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SISD diesel technology program drives first graduates toward successful careers

Elijah Amezaga and Jesus Torres repairing an engine

Graduating students in the Socorro Independent School District’s diesel technology program are shifting their careers into high gear thanks to a partnership with Rush Truck Centers and Peterbilt Motors Company.

Seniors Elijah Amezaga and Jesus Torres were the first diesel technology students to secure paid internships with Rush Truck Centers this spring. Rush will sponsor Amezaga and Torres this summer to continue their education at the Peterbilt Technical Institute (PTI) in Denton, Texas, after they graduate high school in June.

“I never knew the world of opportunities that were going to open up!” said Amezaga, a Socorro High School Bulldog, whose stepfather is a truck driver, and uncle is a commercial driver’s license instructor. “My family is extremely proud. Who would have known that the diesel program would have opened so many opportunities that I never knew existed, from not knowing what to do after high school to now getting (PTI) fully guaranteed and paid.”

Gerardo Soria, the program’s diesel instructor, said Rush has strongly supported the district’s first diesel technology program since it launched at Socorro High School in 2021. It is one of 45 Career and Technical Education programs available to high school students districtwide. The program will celebrate its first cohort of seven graduates in June.

“I’m very thankful to Rush for being our partners because it makes a big impact on these students,” Soria said.

Soria said Peterbilt and Rush donated engines, diagnostic equipment, and Peterbilt online training, which have helped to set the students up for success and start a career as diesel technicians upon graduation.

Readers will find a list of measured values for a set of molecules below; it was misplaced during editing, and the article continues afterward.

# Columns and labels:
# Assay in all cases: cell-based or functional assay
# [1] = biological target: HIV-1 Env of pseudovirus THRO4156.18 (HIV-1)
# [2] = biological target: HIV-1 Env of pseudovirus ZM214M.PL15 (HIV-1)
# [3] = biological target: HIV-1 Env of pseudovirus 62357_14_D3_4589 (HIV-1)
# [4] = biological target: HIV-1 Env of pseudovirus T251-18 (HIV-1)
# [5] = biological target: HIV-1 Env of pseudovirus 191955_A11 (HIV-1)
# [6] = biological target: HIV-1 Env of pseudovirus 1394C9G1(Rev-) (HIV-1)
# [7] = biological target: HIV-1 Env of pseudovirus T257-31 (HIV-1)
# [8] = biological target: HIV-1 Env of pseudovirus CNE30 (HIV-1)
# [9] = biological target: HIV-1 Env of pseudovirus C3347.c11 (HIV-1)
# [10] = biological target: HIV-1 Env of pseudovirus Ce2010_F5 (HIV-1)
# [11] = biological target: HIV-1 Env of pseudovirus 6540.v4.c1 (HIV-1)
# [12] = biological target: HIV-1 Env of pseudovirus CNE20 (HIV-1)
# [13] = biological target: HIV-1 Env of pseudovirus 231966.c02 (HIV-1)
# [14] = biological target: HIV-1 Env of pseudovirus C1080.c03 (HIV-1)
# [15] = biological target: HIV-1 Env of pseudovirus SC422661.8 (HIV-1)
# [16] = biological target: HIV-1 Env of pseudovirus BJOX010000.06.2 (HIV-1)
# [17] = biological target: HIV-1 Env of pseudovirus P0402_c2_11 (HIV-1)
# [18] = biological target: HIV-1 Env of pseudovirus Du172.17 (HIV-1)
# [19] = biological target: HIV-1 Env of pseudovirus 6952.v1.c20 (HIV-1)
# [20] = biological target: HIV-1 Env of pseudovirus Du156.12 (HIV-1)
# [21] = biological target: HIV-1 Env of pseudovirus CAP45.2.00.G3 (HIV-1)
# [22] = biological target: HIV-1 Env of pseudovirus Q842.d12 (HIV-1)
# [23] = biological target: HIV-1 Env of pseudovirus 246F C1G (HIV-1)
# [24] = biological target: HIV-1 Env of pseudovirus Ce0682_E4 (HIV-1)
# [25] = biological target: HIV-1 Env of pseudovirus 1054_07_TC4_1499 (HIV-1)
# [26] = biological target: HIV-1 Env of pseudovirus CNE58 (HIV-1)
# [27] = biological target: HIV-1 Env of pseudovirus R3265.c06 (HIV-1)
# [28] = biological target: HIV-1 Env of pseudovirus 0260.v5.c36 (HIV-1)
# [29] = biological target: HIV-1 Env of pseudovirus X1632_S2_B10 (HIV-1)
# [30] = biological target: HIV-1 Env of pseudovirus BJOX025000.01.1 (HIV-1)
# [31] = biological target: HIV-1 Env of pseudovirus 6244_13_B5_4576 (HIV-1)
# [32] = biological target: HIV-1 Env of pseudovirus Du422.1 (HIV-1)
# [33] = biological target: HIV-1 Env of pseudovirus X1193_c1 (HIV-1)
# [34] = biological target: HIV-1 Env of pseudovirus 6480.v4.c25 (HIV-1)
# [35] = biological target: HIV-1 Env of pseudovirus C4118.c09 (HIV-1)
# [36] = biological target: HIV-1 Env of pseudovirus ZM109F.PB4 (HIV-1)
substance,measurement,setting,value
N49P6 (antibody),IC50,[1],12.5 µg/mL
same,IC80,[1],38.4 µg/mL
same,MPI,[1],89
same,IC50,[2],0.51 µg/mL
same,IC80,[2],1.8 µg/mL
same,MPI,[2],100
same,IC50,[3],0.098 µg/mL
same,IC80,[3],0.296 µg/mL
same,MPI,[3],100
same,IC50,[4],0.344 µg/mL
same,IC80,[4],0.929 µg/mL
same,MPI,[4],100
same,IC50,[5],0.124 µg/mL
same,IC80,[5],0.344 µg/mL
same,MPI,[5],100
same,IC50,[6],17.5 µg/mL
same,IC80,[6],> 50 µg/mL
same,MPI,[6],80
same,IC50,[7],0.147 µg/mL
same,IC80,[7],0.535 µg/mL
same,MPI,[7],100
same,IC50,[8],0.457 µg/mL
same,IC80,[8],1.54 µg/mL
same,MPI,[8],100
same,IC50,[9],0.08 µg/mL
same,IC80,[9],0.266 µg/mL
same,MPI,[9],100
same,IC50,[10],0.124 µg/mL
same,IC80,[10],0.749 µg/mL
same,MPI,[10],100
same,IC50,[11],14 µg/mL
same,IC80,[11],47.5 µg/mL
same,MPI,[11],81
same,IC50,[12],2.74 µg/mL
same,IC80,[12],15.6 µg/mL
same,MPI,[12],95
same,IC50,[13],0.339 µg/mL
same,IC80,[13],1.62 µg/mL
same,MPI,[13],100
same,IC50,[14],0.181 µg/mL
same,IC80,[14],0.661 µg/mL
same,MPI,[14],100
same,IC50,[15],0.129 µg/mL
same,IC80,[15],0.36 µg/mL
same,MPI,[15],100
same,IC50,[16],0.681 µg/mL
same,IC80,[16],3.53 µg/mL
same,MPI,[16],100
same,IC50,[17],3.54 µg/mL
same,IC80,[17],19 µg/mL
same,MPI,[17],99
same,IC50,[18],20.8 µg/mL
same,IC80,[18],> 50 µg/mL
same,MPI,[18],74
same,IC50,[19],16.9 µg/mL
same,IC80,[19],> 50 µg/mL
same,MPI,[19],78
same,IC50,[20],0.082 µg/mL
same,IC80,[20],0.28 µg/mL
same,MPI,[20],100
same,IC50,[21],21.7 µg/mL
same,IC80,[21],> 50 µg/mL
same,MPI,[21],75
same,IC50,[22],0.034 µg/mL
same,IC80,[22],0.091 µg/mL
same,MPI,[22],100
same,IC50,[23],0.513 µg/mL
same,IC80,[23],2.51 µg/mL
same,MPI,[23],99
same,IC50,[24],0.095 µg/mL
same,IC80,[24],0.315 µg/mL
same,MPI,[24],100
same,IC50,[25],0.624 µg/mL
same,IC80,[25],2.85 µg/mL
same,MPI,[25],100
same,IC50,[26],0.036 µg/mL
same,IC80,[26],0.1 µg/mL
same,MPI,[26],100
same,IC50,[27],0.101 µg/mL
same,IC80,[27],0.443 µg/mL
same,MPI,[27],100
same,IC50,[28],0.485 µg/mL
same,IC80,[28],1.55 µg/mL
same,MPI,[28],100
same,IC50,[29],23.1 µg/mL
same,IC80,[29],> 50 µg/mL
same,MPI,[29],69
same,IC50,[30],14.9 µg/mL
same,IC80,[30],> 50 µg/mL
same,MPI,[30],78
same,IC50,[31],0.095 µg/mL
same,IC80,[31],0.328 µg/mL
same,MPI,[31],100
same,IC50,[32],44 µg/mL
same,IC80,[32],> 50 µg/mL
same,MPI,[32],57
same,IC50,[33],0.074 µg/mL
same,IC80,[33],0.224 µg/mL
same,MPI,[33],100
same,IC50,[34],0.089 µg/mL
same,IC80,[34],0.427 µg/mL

Students in the program can earn certifications that prepare them to maintain and repair brakes, diesel engines, suspension and steering, and electrical and electronic systems.

The hands-on training Amezaga and Torres received in class helped them obtain paid internships at Rush, where they have honed their skills working on brakes, radiators, PN measurements, oil changes and more.  

“What I like is working with my hands, getting dirty and learning new stuff,” said Torres, who will graduate from Eastlake High School in June.  

Torres is looking forward to getting his hands dirty in the diesel program when he and Amezaga start PTI this summer.

At PTI, students obtain specialized training on Peterbilt engines and equipment. They get hands-on training with company products and technologies and earn factory certifications to prepare them for a career as a Peterbilt technician.

“My career goals are to go to PTI, finish it, become a level 2 tech and just continue moving up the ranks, continue getting ASEs (Automotive Service of Excellence certifications), get my master ASE, getting all the knowledge I can and hopefully, and in a couple of years, move up to that level 5,” Amezaga said.

The U.S. Bureau of Labor Statistics projected that there will be an average of about 28,500 job openings for diesel technicians every year across the nation over the next 10 years. According to ZipRecruiter, the average hourly pay for an entry level diesel technician in Texas is approximately $14.24 an hour.

“It’s just amazing all these opportunities these kids have … being 18 years old and having great jobs,” said Soria, a Socorro High School alumnus. “When I started working as a diesel tech, I was at a minimum wage of less than $7. Now they’re starting from $14 to $20 an hour.”

Amezaga said he would absolutely encourage other students to apply to the diesel technology program. He said the program allows students to prepare for a career in high school and get ahead in life.

“When you have an amazing opportunity like this, why wouldn’t you want to take advantage of it?” Amezaga said.

Published May 25, 2023

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